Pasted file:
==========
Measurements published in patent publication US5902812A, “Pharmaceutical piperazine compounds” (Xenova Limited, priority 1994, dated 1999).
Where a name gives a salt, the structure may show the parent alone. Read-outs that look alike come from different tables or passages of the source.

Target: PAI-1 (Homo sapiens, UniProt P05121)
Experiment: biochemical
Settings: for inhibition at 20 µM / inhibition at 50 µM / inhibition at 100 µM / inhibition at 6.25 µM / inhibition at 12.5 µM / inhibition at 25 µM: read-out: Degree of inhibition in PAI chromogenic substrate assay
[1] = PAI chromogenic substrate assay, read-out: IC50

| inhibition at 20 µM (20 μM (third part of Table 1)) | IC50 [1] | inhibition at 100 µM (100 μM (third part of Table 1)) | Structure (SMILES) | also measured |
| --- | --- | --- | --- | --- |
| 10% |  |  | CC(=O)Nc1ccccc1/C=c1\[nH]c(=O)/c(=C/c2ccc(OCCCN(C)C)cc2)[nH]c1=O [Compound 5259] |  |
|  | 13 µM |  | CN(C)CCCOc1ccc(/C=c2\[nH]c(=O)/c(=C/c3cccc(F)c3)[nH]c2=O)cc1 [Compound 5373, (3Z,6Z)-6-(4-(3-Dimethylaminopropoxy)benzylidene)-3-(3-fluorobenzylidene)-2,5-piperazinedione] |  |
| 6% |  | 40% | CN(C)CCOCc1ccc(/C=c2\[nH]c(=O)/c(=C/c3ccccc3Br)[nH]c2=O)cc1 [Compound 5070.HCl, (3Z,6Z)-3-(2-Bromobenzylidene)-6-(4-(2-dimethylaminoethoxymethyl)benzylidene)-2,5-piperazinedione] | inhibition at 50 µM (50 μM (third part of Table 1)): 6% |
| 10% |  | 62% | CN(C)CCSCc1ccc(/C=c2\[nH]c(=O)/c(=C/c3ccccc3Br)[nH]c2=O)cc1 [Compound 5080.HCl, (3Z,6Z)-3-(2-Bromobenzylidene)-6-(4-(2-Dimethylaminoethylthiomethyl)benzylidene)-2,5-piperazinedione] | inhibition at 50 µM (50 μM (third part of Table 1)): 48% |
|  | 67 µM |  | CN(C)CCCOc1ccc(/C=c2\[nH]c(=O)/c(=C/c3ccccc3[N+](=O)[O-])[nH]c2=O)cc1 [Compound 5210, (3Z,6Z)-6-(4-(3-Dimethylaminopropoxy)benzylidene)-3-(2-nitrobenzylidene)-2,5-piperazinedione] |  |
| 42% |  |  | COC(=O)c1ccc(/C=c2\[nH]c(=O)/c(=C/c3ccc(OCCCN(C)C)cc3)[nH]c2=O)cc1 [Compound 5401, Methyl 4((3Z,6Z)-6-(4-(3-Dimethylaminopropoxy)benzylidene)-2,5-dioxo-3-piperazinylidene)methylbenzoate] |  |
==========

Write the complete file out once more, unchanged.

Measurements published in patent publication US5902812A, “Pharmaceutical piperazine compounds” (Xenova Limited, priority 1994, dated 1999).
Where a name gives a salt, the structure may show the parent alone. Read-outs that look alike come from different tables or passages of the source.

Target: PAI-1 (Homo sapiens, UniProt P05121)
Experiment: biochemical
Settings: for inhibition at 20 µM / inhibition at 50 µM / inhibition at 100 µM / inhibition at 6.25 µM / inhibition at 12.5 µM / inhibition at 25 µM: read-out: Degree of inhibition in PAI chromogenic substrate assay
[1] = PAI chromogenic substrate assay, read-out: IC50

| inhibition at 20 µM (20 μM (third part of Table 1)) | IC50 [1] | inhibition at 100 µM (100 μM (third part of Table 1)) | Structure (SMILES) | also measured |
| --- | --- | --- | --- | --- |
| 10% |  |  | CC(=O)Nc1ccccc1/C=c1\[nH]c(=O)/c(=C/c2ccc(OCCCN(C)C)cc2)[nH]c1=O [Compound 5259] |  |
|  | 13 µM |  | CN(C)CCCOc1ccc(/C=c2\[nH]c(=O)/c(=C/c3cccc(F)c3)[nH]c2=O)cc1 [Compound 5373, (3Z,6Z)-6-(4-(3-Dimethylaminopropoxy)benzylidene)-3-(3-fluorobenzylidene)-2,5-piperazinedione] |  |
| 6% |  | 40% | CN(C)CCOCc1ccc(/C=c2\[nH]c(=O)/c(=C/c3ccccc3Br)[nH]c2=O)cc1 [Compound 5070.HCl, (3Z,6Z)-3-(2-Bromobenzylidene)-6-(4-(2-dimethylaminoethoxymethyl)benzylidene)-2,5-piperazinedione] | inhibition at 50 µM (50 μM (third part of Table 1)): 6% |
| 10% |  | 62% | CN(C)CCSCc1ccc(/C=c2\[nH]c(=O)/c(=C/c3ccccc3Br)[nH]c2=O)cc1 [Compound 5080.HCl, (3Z,6Z)-3-(2-Bromobenzylidene)-6-(4-(2-Dimethylaminoethylthiomethyl)benzylidene)-2,5-piperazinedione] | inhibition at 50 µM (50 μM (third part of Table 1)): 48% |
|  | 67 µM |  | CN(C)CCCOc1ccc(/C=c2\[nH]c(=O)/c(=C/c3ccccc3[N+](=O)[O-])[nH]c2=O)cc1 [Compound 5210, (3Z,6Z)-6-(4-(3-Dimethylaminopropoxy)benzylidene)-3-(2-nitrobenzylidene)-2,5-piperazinedione] |  |
| 42% |  |  | COC(=O)c1ccc(/C=c2\[nH]c(=O)/c(=C/c3ccc(OCCCN(C)C)cc3)[nH]c2=O)cc1 [Compound 5401, Methyl 4((3Z,6Z)-6-(4-(3-Dimethylaminopropoxy)benzylidene)-2,5-dioxo-3-piperazinylidene)methylbenzoate] |  |